Surprisingly, I felt truly liberated once I knew I was technically classified as "deaf". Perhaps part of that was the freedom of being in college as well. I loved my ASL classes, and I felt pretty special being the only one in the class besides the teacher who was deaf. For the first time I had a lot to say, and I didn't hold back. I embraced my deafness. I became involved in the deaf community, made new friends, competed in local deaf pageants, and went to community deaf shin-digs and just had fun getting to know a new world.
I represented Tennessee at The Miss Deaf America Pageant. That was extremely tough though. I struggled so much with understanding the language at the time (receptive and expressive) that I just didn't stand a chance at the national level in the interview portion. One of the on stage questions was something like "...and how would you feel if a doctor said he could cure your deafness?" which was a reference to cochlear implants. The PC answer was of course "..there's nothing wrong with me... I don't need to be healed... Deaf pride!" I remember thinking what a relief it was that I didn't make the top ten and have to answer that because I wasn't very PC. I probably would've been lost anyway and said...."my favorite childhood pet was a shaggy dog I named Benji..."
I graduated in special education and became a deaf education teacher. My signing skills have improved tremendously since my deaf pageant days, although I am not so presumptuous to consider myself overly fluent. I'm still learning. However, I can't make a phone call without my video phone where an interpreter is on the screen signing what the other person is saying. It has changed my life though, and I love using the phone again. I can also call my two favorite deaf girlfriends, Crissie and Dannette, and talk directly to them. They get to see my son, our cats, and my husband will jump in once and a while to say hi. I also get to say hi to their husbands and my son loves seeing their pets. Dannette even showed me the color they were painting their walls the other day. I can't imagine being able to use a phone now without captions or an interpreter available. I have no idea how much a cochlear implant might improve my auditory skills on the phone.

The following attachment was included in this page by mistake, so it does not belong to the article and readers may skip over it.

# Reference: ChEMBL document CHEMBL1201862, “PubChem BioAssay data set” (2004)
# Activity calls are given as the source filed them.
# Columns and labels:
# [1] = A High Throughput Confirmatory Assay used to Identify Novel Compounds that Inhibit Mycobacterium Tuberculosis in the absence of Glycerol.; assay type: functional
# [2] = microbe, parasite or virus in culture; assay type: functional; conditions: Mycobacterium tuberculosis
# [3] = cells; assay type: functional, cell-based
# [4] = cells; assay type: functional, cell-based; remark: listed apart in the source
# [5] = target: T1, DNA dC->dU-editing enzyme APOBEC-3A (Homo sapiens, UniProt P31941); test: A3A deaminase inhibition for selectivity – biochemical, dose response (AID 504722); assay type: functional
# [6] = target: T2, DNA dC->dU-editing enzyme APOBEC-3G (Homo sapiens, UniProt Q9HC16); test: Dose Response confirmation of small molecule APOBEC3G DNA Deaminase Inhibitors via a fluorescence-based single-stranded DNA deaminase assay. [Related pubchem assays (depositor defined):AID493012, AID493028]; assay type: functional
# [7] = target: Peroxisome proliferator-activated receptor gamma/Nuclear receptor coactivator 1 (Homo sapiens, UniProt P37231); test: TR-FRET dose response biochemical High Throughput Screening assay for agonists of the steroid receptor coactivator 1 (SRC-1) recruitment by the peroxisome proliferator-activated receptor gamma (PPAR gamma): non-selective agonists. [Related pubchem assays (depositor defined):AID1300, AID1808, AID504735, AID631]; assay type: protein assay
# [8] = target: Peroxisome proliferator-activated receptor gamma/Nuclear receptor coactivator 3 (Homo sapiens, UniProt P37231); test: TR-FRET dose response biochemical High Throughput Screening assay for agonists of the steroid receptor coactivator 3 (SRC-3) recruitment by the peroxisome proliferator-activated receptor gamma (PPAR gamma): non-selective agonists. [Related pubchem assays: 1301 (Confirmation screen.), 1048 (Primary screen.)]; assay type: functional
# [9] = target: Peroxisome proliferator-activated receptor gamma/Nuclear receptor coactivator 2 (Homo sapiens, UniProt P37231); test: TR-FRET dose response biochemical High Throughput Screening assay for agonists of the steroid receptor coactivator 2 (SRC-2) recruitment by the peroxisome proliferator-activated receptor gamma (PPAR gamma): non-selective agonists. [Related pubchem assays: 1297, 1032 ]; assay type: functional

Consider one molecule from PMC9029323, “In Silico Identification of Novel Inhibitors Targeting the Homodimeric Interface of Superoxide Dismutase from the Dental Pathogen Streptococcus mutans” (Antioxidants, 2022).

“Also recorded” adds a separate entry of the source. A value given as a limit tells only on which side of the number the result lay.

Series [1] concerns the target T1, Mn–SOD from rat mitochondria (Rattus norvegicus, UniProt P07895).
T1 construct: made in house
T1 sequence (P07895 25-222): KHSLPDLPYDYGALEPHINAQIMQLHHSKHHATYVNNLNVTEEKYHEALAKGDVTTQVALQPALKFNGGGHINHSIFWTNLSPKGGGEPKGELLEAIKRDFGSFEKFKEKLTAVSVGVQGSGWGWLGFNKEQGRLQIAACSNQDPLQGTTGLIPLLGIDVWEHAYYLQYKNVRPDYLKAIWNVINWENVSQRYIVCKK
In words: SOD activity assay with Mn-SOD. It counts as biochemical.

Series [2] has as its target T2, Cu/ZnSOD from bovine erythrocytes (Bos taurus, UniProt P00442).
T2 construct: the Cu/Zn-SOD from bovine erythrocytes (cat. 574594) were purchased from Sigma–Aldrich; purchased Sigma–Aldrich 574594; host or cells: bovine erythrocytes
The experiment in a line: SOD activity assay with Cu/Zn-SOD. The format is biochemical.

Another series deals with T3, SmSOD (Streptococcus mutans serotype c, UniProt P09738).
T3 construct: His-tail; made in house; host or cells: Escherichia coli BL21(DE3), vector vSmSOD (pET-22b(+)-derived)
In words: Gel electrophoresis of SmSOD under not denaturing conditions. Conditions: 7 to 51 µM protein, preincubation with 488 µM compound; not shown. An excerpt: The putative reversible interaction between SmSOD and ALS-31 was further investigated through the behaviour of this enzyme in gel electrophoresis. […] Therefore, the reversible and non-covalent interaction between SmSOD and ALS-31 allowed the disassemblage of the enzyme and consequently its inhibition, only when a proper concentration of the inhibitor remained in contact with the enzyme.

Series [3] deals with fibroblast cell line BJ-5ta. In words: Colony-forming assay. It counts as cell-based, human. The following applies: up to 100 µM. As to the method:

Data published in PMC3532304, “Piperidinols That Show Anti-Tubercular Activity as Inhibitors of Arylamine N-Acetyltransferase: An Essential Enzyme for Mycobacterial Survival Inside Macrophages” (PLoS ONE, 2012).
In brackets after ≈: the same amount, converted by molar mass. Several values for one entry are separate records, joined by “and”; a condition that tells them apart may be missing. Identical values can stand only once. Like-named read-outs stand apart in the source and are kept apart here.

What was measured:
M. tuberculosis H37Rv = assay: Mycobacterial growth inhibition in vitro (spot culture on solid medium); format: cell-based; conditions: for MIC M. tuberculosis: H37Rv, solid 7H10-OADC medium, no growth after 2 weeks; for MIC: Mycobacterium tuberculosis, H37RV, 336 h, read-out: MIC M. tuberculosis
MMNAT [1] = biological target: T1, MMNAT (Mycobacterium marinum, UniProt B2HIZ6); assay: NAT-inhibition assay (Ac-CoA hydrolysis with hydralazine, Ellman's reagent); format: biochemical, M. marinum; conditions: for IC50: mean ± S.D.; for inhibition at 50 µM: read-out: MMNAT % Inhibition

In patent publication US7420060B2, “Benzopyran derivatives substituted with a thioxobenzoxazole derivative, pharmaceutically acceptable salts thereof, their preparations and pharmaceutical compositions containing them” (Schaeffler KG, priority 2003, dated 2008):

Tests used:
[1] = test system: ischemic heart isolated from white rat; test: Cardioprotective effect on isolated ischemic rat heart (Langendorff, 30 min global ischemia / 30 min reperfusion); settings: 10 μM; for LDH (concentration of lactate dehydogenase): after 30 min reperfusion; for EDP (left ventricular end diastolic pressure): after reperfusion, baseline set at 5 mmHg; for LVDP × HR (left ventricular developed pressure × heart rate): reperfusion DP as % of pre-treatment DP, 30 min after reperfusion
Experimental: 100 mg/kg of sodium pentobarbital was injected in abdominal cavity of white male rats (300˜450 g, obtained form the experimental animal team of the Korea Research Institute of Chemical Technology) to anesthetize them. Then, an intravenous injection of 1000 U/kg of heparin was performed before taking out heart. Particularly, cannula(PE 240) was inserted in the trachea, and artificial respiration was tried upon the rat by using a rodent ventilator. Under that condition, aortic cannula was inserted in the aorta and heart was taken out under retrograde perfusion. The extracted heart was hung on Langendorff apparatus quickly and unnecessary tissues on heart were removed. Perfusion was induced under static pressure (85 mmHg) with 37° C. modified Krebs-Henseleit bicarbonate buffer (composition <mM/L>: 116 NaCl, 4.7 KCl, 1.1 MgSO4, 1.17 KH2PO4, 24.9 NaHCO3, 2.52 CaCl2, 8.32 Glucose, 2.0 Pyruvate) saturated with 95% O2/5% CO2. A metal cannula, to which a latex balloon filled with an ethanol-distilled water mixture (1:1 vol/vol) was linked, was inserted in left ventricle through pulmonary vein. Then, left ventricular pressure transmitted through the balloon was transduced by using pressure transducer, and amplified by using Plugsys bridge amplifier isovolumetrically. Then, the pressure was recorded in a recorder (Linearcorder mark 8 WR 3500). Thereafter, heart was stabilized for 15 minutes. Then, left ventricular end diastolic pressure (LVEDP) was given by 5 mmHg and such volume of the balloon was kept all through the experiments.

Three years ago, I applied to get a cochlear implant. While waiting for approval, I became pregnant, had Aidan, and now he is almost two! I've wrestled my feelings on the subject for a long time. The deaf community used to take a firm stance against cochlear implants. While they are not embracing the idea now, they are much more open-minded on the issue than they once were. I was once on board with their viewpoint thinking an implant wasn't for me, but as I got older I realized I really wanted to hear as much as I can. My son is talking, and I don't want to miss a word.
So, this is the beginning. On Wednesday I will be implanted. My hair will be slightly shaved. All the residual hearing in my right ear will be destroyed (not that there's much left, but there is a mourning process in losing it.) I will be activated a month after surgery. I'm excited and anxious at the same time, but I feel blessed to be on this journey.